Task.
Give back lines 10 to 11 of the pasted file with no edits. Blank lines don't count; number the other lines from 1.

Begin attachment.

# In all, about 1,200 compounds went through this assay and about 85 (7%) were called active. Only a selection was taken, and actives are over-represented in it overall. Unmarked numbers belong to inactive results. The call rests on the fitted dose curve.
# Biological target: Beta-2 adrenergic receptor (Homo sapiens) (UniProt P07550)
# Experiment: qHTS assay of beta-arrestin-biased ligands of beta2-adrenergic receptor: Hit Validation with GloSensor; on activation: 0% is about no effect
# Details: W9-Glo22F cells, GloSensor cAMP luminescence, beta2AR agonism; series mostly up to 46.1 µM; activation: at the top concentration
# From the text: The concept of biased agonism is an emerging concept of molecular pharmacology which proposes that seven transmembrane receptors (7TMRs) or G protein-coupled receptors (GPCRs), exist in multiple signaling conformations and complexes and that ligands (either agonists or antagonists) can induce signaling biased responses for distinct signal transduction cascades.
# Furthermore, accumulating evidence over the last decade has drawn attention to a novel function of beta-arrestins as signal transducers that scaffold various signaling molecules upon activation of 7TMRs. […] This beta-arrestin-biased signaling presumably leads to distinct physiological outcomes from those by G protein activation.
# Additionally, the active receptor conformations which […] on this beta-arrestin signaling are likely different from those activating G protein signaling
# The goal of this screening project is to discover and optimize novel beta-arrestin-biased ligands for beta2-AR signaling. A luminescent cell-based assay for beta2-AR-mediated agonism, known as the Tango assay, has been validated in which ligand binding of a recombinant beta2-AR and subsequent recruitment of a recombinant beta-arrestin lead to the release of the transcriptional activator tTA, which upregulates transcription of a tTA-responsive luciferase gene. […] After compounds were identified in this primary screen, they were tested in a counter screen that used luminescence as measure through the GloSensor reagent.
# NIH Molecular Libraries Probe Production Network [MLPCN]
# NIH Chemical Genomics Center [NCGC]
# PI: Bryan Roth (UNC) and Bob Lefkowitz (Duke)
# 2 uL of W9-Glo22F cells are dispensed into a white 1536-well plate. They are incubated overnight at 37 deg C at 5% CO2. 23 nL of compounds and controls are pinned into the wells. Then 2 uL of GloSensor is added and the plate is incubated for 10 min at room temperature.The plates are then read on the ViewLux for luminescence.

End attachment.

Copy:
# NIH Chemical Genomics Center [NCGC]
# PI: Bryan Roth (UNC) and Bob Lefkowitz (Duke)